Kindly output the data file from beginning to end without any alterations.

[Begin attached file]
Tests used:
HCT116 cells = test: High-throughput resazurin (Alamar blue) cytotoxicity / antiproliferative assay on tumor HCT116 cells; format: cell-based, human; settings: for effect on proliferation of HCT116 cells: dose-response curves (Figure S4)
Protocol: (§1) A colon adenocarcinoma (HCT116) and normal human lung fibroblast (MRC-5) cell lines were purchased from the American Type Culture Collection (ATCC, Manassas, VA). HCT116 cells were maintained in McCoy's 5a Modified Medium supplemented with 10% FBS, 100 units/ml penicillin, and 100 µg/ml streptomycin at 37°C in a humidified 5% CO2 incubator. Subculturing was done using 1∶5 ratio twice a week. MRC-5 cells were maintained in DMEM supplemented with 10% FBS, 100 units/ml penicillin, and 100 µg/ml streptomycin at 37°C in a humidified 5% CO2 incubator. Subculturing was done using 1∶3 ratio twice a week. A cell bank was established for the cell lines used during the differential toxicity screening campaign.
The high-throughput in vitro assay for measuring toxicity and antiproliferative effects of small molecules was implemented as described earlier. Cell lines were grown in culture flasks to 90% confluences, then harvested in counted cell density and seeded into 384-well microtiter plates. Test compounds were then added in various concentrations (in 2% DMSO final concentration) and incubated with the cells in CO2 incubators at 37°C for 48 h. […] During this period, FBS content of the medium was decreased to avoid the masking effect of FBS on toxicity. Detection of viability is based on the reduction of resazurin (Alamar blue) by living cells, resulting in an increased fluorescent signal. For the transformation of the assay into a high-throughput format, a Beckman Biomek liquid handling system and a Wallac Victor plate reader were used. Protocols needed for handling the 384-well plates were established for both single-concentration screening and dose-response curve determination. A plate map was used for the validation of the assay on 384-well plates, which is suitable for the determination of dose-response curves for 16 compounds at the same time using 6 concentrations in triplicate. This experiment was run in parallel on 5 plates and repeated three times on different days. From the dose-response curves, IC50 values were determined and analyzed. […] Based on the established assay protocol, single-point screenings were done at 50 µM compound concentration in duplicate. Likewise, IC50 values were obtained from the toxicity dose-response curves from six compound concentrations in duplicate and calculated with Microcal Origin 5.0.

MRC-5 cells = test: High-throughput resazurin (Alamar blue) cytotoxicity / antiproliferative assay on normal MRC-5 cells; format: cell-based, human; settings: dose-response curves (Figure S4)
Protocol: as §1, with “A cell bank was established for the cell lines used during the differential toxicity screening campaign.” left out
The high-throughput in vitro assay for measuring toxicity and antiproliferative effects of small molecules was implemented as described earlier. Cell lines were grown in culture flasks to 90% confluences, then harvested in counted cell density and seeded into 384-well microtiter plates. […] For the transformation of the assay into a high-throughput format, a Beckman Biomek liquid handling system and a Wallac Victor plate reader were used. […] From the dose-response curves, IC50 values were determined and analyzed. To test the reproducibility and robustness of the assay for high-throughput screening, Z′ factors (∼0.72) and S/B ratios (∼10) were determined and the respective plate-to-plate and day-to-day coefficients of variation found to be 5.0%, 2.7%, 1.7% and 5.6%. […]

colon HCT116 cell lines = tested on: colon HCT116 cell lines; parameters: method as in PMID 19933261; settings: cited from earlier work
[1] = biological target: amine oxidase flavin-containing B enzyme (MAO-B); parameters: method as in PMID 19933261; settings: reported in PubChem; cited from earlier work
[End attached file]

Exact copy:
Tests used:
HCT116 cells = test: High-throughput resazurin (Alamar blue) cytotoxicity / antiproliferative assay on tumor HCT116 cells; format: cell-based, human; settings: for effect on proliferation of HCT116 cells: dose-response curves (Figure S4)
Protocol: (§1) A colon adenocarcinoma (HCT116) and normal human lung fibroblast (MRC-5) cell lines were purchased from the American Type Culture Collection (ATCC, Manassas, VA). HCT116 cells were maintained in McCoy's 5a Modified Medium supplemented with 10% FBS, 100 units/ml penicillin, and 100 µg/ml streptomycin at 37°C in a humidified 5% CO2 incubator. Subculturing was done using 1∶5 ratio twice a week. MRC-5 cells were maintained in DMEM supplemented with 10% FBS, 100 units/ml penicillin, and 100 µg/ml streptomycin at 37°C in a humidified 5% CO2 incubator. Subculturing was done using 1∶3 ratio twice a week. A cell bank was established for the cell lines used during the differential toxicity screening campaign.
The high-throughput in vitro assay for measuring toxicity and antiproliferative effects of small molecules was implemented as described earlier. Cell lines were grown in culture flasks to 90% confluences, then harvested in counted cell density and seeded into 384-well microtiter plates. Test compounds were then added in various concentrations (in 2% DMSO final concentration) and incubated with the cells in CO2 incubators at 37°C for 48 h. […] During this period, FBS content of the medium was decreased to avoid the masking effect of FBS on toxicity. Detection of viability is based on the reduction of resazurin (Alamar blue) by living cells, resulting in an increased fluorescent signal. For the transformation of the assay into a high-throughput format, a Beckman Biomek liquid handling system and a Wallac Victor plate reader were used. Protocols needed for handling the 384-well plates were established for both single-concentration screening and dose-response curve determination. A plate map was used for the validation of the assay on 384-well plates, which is suitable for the determination of dose-response curves for 16 compounds at the same time using 6 concentrations in triplicate. This experiment was run in parallel on 5 plates and repeated three times on different days. From the dose-response curves, IC50 values were determined and analyzed. […] Based on the established assay protocol, single-point screenings were done at 50 µM compound concentration in duplicate. Likewise, IC50 values were obtained from the toxicity dose-response curves from six compound concentrations in duplicate and calculated with Microcal Origin 5.0.

MRC-5 cells = test: High-throughput resazurin (Alamar blue) cytotoxicity / antiproliferative assay on normal MRC-5 cells; format: cell-based, human; settings: dose-response curves (Figure S4)
Protocol: as §1, with “A cell bank was established for the cell lines used during the differential toxicity screening campaign.” left out
The high-throughput in vitro assay for measuring toxicity and antiproliferative effects of small molecules was implemented as described earlier. Cell lines were grown in culture flasks to 90% confluences, then harvested in counted cell density and seeded into 384-well microtiter plates. […] For the transformation of the assay into a high-throughput format, a Beckman Biomek liquid handling system and a Wallac Victor plate reader were used. […] From the dose-response curves, IC50 values were determined and analyzed. To test the reproducibility and robustness of the assay for high-throughput screening, Z′ factors (∼0.72) and S/B ratios (∼10) were determined and the respective plate-to-plate and day-to-day coefficients of variation found to be 5.0%, 2.7%, 1.7% and 5.6%. […]

colon HCT116 cell lines = tested on: colon HCT116 cell lines; parameters: method as in PMID 19933261; settings: cited from earlier work
[1] = biological target: amine oxidase flavin-containing B enzyme (MAO-B); parameters: method as in PMID 19933261; settings: reported in PubChem; cited from earlier work